In the more-than-a-decade that we’ve been together, my husband and I have been lucky enough to experience three short-notice deployments.
When I say “short-notice” I mean from the time he got word about leaving, he was gone, out the door, and on a plane less than 48 hours later.
The reason I said we’ve been lucky is because I think I much prefer a short-notice deployment than the alternative.
What Pre-Deployment Anxiety Feels Like
The alternative means pre-deployment anxiety.
There’s too much time for thinking and overanalyzing everything. Too much time for worst case scenarios to brew, fester, and dig into your thoughts; keeping you up tossing and turning at night. Too much time being sad; too much time where silly little issues turn into big fights. Too much time where self-doubt fills the void, making you wonder not just whether you can actually do this, but how the heck you can actually do it. Too much time for sadness on all the things that happen in a year, a month, a week, a day…
And there’s way too much time for the elephant in the room to expand with all the “what-if” things that nobody dares speak of out loud.
There’s simply too much time lingering and filling the air with this black cloud hanging over your every move.
This post was written about a month before my husband deployed. He’s currently in the “sandbox,” as I refer to his home away from home.
It’s been a little while since we’ve had a looming deployment like this, and I almost forgot about all of the big feelings that come along with waiting for that dreaded report-no-later-than date to approach.
But it’s inching closer with every day and minute that pass by, and my pre-deployment anxiety is rising.
Pre-Deployment Anxiety with Kids
On top of that, we have the kids this time, and it’s the first time at least two of them will be able to partially grasp what’s going on.
They know their dad already leaves on trips for work, but they for sure can’t grasp just how long this time will be.
A year may as well be a decade to a four year old who’s a daddy’s girl through and through, or for a little boy who is just learning the ways of this big world.
These kids have really big feelings for things they can’t yet understand. And it’s hard and breaks my heart watching them try to comprehend what we’re prepping for.
All Their Bags are Packed
It usually doesn’t feel real, and that pre-deployment anxiety doesn’t typically kick in for me until their bags start appearing.
They’ll probably pack, and repack, but in the meantime, the bags just sit there and wait like a black cloud looming in the distance.
They know where they’re going. We know where they’re going. And nobody is happy about it.
The classic sandy beige and olive green bags start lining up by the door. Boots, fatigues, and extra gear sitting next to them, just waiting to go to their new home far away from our home..
They sit there as a daily reminder of what’s to come.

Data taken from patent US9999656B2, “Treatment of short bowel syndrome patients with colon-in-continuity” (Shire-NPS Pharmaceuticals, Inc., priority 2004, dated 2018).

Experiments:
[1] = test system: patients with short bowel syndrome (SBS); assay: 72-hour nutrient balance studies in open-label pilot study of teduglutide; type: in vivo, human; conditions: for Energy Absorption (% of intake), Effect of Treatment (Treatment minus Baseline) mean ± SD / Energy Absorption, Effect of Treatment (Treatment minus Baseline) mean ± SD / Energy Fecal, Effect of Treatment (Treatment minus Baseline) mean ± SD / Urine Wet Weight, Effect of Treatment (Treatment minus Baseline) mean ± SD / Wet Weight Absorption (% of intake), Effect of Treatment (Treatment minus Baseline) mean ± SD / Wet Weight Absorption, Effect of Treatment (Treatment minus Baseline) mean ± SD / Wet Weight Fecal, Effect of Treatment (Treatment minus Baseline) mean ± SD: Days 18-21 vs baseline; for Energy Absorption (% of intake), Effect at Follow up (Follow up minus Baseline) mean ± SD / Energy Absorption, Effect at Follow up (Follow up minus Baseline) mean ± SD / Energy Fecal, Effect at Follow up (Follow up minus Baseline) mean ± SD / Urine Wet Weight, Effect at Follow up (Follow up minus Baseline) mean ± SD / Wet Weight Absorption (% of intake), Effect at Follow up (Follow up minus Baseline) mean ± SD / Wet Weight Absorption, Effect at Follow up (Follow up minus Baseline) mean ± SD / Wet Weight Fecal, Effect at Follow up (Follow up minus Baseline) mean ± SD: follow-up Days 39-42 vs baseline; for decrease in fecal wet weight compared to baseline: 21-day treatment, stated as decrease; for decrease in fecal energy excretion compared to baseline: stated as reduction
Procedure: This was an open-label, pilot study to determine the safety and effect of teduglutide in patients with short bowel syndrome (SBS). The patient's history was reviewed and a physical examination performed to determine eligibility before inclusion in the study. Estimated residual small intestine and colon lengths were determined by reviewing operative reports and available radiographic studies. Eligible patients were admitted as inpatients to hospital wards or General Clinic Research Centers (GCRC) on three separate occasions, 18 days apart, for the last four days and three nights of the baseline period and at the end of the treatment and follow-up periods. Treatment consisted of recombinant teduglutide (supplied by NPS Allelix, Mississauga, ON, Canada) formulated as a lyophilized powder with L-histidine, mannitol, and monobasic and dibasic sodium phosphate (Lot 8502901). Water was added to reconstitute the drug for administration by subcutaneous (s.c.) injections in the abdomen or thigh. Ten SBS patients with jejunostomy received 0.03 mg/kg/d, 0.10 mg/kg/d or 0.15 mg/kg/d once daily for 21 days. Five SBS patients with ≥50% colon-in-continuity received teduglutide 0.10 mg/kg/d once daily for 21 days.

How I’m (really) Doing
I’ve never really been an anxious person; I know how to be level-headed, cool, calm, and collected, and I can handle tough situations. After more than a decade of doing this military spouse thing, I know how to do it.
But pre-deployment anxiety? That’s a whole other ballgame, and since this is our longest deployment yet, it’s really getting to me.
When I start thinking about doing all the things for the next year—solo parenting, with kids who (at least one of them) find satisfaction in pushing every single one of my buttons; thoughts of where my husband will be and what he’ll be doing; trying to navigate a move without my husband; settling into a new home, finding new friends, getting into new routines etc.—I start feeling suffocated to the point where I have to literally stop and focus on catching my breath.
Then, once my breath is stable I usually break down in an ugly cry.
It’s a panic attack, I’m sure, but it’s real and it sucks, and I just need the next few weeks to hurry up and move along so we can get into our new normal already.
Whether I like it or not, I set the tone in my house. When I’m mad, the kids are grumpy. When I’m sad, they’re down. When I’m in a good mood, they’re (usually) upbeat with me.
While I think it’s important to see real and raw emotion, I also want them to know that they’re safe here with me, and that we are going to be okay, even if that means we need to set aside a few minutes to have a good cry and miss Papa.
I pray that I can keep my emotions in check so they can know that we’ve got this. That even though this year will be hard, we’re going to thrive.
Just Go Already
There gets to be a point in the pre-deployment anxiety dance where we just want our spouse to leave. Don’t get me wrong: we don’t ever want them to actually go, but sometimes it’s just easier once they are away, because we can move on with life.
Once they’re out the door and on their way, it’s better for everyone.
We can have our tears and be sad for a day or two (or three), and then we pull on our big girl panties, and move on with our new routines. Because the alternative stinks like a rotten diaper.
Never Goodbye; It’s Always See Ya Later
As a military spouse, we start holding our breath from the second they turn away from us, until the instant they are literally standing in front of us again.
And it’s never goodbye. We always say, “See ya later,” until we all meet again.
Photos courtesy of Chrissy Walther Photography